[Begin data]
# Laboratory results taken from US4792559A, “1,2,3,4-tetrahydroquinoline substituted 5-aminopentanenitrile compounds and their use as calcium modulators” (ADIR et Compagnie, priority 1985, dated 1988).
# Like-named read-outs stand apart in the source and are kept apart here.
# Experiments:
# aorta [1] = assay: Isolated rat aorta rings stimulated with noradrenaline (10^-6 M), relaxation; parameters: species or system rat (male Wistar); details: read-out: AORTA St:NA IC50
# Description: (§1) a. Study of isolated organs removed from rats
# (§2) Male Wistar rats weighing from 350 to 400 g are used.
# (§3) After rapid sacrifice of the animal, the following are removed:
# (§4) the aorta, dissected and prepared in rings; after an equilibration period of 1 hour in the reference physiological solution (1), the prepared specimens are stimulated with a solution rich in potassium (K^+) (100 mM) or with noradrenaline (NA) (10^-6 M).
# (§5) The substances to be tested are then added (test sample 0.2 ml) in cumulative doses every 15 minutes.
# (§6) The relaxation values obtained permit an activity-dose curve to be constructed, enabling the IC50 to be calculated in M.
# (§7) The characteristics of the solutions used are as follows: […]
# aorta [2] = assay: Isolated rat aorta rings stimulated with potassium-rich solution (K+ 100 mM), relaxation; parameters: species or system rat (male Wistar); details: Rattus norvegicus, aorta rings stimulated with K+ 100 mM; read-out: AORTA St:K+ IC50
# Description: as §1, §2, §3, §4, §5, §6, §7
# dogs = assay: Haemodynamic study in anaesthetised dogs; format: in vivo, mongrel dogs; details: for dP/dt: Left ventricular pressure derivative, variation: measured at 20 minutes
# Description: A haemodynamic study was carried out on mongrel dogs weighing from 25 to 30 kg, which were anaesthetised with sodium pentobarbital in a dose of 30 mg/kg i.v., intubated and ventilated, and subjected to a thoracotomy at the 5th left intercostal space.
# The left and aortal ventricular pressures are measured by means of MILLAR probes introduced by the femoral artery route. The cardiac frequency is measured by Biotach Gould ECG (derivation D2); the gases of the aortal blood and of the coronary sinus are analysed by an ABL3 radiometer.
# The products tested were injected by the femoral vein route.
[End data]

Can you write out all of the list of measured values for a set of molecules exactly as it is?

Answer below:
# Laboratory results taken from US4792559A, “1,2,3,4-tetrahydroquinoline substituted 5-aminopentanenitrile compounds and their use as calcium modulators” (ADIR et Compagnie, priority 1985, dated 1988).
# Like-named read-outs stand apart in the source and are kept apart here.
# Experiments:
# aorta [1] = assay: Isolated rat aorta rings stimulated with noradrenaline (10^-6 M), relaxation; parameters: species or system rat (male Wistar); details: read-out: AORTA St:NA IC50
# Description: (§1) a. Study of isolated organs removed from rats
# (§2) Male Wistar rats weighing from 350 to 400 g are used.
# (§3) After rapid sacrifice of the animal, the following are removed:
# (§4) the aorta, dissected and prepared in rings; after an equilibration period of 1 hour in the reference physiological solution (1), the prepared specimens are stimulated with a solution rich in potassium (K^+) (100 mM) or with noradrenaline (NA) (10^-6 M).
# (§5) The substances to be tested are then added (test sample 0.2 ml) in cumulative doses every 15 minutes.
# (§6) The relaxation values obtained permit an activity-dose curve to be constructed, enabling the IC50 to be calculated in M.
# (§7) The characteristics of the solutions used are as follows: […]
# aorta [2] = assay: Isolated rat aorta rings stimulated with potassium-rich solution (K+ 100 mM), relaxation; parameters: species or system rat (male Wistar); details: Rattus norvegicus, aorta rings stimulated with K+ 100 mM; read-out: AORTA St:K+ IC50
# Description: as §1, §2, §3, §4, §5, §6, §7
# dogs = assay: Haemodynamic study in anaesthetised dogs; format: in vivo, mongrel dogs; details: for dP/dt: Left ventricular pressure derivative, variation: measured at 20 minutes
# Description: A haemodynamic study was carried out on mongrel dogs weighing from 25 to 30 kg, which were anaesthetised with sodium pentobarbital in a dose of 30 mg/kg i.v., intubated and ventilated, and subjected to a thoracotomy at the 5th left intercostal space.
# The left and aortal ventricular pressures are measured by means of MILLAR probes introduced by the femoral artery route. The cardiac frequency is measured by Biotach Gould ECG (derivation D2); the gases of the aortal blood and of the coronary sinus are analysed by an ABL3 radiometer.
# The products tested were injected by the femoral vein route.